ST. PETERSBURG -- Shortstop Alcides Escobar believes that he made a throwing error on the play that ended Jeremy Guthrie's no-hit bid on Sunday in Kansas City.
Escobar was trying to make an easy throw because Paul Konerko, the White Sox big first baseman, is a relatively slow runner. But the throw hit the dirt in front of first base, and Eric Hosmer couldn't scoop it up; it was scored a single.
"I saw that was Paul Konerko running, and I knew the throw was a little difficult for Hosmer to handle. If I made a good throw, it's an easy out," Escobar said. "He's throwing a no-hitter for 6 2/3, and that's no base hit; with a good throw, that's an easy out. If it's another runner, that's fine -- OK, a base hit. But in that situation, I thought it was an error."
Konerko's was the only hit until, with two outs in the eighth, the White Sox got two singles. Guthrie was pulled from the game and the Sox tied the score, but the Royals won, 5-3, with a three-run eighth.
Escobar joins 'in' crowd with infield hits
ST. PETERSBURG -- Know what tickles Alcides Escobar's funny bone? A dribbler off his bat that he beats out for a hit.
"When I get an infield hit, I'm laughing, because I enjoy my infield hits," Escobar said.
Well, the shortstop has had a lot of enjoyment this season, because his 31 infield hits, as of Sunday, were the second most in the Major Leagues. The Yankees' Derek Jeter had 32.
Last Saturday, Escobar became the first Major Leaguer to have four infield hits in a game since Roberto Alomar did so on Aug. 20, 2003, for the White Sox.
Infield hits are especially gratifying for Escobar after some of his line drives have been picked off by a shortstop or second baseman -- and he has hit a lot of line drives this season. He went into the series opener against the Rays with a .308 average and an eight-game hitting streak, during which he is 14-for-33. Last year he finished with a .254 average.
"I feel much better this year than I was last year," he said, "because I've got more patience at home plate and I'm trying to see more pitches. I want to hit with the count 3-1 or 3-2, although sometimes I swing at the first pitch when I feel like it's going to be a fastball."
Manager Ned Yost stuck with Escobar last season, even when he struggled early, and he sees a much improved hitter this year.
"In every way," Yost said. "He's more patient at the plate, he's using his whole tool set in terms of bunting, his speed, his ability to hit the ball to right field, which he's really improved on. Earlier in his career, he was predominately a pull guy; now he's got much better plate discipline. He's our best situational hitter, he's our best bunter, one of our best basestealers."
Escobar swiped 24 bases in his first 28 tries this season after stealing 26 in 2011, and he is the first Royals shortstop to have back-to-back seasons with 20 or more since U.L. Washington had 23 in 1982 and 40 in 1983.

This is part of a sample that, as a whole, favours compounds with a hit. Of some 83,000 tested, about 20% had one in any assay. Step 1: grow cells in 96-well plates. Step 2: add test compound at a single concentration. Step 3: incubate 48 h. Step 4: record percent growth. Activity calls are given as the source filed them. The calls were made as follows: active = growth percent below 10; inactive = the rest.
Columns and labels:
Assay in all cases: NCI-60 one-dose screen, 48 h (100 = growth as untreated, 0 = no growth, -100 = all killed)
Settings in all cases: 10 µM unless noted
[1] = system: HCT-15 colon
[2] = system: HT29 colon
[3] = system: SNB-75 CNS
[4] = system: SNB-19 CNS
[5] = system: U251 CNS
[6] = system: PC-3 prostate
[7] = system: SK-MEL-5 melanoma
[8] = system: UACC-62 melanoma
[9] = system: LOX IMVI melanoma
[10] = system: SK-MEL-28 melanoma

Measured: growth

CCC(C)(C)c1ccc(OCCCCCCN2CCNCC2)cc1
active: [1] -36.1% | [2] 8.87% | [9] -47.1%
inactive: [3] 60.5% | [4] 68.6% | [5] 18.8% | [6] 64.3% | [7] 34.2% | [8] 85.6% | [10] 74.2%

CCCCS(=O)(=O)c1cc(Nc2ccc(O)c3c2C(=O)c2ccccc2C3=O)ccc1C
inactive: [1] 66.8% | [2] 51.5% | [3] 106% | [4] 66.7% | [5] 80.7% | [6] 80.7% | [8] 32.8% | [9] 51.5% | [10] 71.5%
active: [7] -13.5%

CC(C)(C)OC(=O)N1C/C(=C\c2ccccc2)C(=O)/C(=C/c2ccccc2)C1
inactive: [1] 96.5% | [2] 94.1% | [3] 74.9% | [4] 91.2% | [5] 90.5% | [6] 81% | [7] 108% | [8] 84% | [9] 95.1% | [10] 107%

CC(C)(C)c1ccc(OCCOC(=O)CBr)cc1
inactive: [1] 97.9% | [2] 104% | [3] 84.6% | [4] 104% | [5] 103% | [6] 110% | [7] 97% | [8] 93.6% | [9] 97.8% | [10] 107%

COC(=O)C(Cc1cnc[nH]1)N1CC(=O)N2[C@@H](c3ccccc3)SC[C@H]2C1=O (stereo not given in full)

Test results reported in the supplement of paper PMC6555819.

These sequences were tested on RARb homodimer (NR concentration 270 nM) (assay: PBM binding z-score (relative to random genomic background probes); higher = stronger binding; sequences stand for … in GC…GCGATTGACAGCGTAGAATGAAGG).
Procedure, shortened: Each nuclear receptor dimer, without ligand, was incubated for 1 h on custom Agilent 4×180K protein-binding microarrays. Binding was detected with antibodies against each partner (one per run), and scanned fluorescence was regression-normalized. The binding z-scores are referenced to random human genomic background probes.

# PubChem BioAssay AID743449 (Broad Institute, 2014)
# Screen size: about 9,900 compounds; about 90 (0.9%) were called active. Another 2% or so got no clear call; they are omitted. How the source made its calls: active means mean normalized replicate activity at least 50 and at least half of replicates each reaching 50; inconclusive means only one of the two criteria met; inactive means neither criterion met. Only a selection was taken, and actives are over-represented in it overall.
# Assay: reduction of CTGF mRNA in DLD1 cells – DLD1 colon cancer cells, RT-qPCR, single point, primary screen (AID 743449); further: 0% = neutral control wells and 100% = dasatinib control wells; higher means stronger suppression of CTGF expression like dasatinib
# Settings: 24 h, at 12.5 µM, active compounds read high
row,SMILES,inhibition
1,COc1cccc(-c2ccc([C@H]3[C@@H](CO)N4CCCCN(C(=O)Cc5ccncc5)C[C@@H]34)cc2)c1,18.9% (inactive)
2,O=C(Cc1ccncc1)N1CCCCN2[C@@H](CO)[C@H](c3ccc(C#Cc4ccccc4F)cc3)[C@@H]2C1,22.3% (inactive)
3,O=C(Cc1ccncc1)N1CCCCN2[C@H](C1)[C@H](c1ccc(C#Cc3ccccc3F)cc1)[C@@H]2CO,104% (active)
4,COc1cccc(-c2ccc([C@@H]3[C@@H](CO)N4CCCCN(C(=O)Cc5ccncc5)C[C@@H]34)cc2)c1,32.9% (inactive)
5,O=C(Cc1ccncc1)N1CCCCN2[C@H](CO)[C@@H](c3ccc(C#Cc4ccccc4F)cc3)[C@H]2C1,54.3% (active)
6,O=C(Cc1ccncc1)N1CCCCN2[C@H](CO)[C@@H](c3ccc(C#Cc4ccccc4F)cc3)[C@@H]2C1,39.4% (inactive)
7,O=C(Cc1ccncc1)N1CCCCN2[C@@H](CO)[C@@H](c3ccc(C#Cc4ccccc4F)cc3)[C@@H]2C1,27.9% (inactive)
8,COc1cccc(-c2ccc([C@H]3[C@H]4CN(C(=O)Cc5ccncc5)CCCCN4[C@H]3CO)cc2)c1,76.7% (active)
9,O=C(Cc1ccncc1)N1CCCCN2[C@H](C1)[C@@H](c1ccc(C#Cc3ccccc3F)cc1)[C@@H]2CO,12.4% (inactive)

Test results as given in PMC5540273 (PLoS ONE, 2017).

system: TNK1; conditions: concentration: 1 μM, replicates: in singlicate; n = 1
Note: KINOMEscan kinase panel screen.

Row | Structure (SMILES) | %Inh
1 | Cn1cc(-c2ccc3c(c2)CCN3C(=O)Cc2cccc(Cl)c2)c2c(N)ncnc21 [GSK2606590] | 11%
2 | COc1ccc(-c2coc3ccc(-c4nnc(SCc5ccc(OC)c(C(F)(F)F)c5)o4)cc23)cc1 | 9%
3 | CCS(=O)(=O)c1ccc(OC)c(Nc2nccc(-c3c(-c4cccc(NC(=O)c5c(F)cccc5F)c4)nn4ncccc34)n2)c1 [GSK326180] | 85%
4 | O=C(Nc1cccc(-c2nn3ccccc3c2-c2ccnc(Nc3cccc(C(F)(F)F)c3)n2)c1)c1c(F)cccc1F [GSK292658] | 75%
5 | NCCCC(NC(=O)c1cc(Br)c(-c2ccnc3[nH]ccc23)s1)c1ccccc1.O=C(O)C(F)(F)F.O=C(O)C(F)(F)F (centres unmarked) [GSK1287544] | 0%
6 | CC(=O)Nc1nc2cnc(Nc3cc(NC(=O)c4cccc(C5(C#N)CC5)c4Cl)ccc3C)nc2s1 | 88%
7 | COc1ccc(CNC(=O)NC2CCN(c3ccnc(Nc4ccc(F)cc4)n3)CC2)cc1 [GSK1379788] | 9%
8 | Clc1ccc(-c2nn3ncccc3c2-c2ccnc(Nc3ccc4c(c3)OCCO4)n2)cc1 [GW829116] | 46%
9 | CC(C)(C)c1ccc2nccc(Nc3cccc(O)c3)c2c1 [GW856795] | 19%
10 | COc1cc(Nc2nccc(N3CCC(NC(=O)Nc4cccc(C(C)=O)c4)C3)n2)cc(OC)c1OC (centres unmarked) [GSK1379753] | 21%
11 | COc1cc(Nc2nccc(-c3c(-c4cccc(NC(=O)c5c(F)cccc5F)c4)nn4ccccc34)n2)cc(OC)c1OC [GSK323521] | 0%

Prospect Colon to miss remainder of season
KANSAS CITY -- Top prospect Christian Colon will likely miss the rest of the season after being hit in the face with a foul ball last week while playing for Triple-A Omaha.
Colon, the team's first-round Draft pick in 2010, was injured by his own foul ball last Monday in Tucson. It was just his fifth game for the Storm Chasers after spending most of the season with Double-A Northwest Arkansas. He was 7-for-17 with a home run and five RBIs for Omaha.
According to Scott Sharp, the Royals' director of Minor League operations, Colon has no vision issues.
Perez returns to site of impressive debut
ST. PETERSBURG -- Catcher Salvador Perez has returned to Tropicana Field, the site of his impressive Major League debut a little more than a year ago, on Aug. 10, 2011.
"I was so excited," Perez said.
So were the Royals after seeing him perform. Perez not only got his first hit, first run and first RBI, he caught five popups -- including a bunt in front of home plate -- picked off two runners and almost nabbed a third.
Perez remembers it all vividly.
"The pop flies, the bunt, the throw-outs -- everything," he said.
More forgettable was the end of the game, as the Rays wiped out a four-run Royals lead with a five-run ninth against relievers Aaron Crow and Joakim Soria. The tying and winning runs scored when Sam Fuld hit a triple and scored when the throw from second baseman Johnny Giavotella hit him as he slid into third and rolled away for a game-ending error.
Dick Kaegel is a reporter for MLB.com. Vinnie Duber is an associate reporter for MLB.com. This story was not subject to the approval of Major League Baseball or its clubs.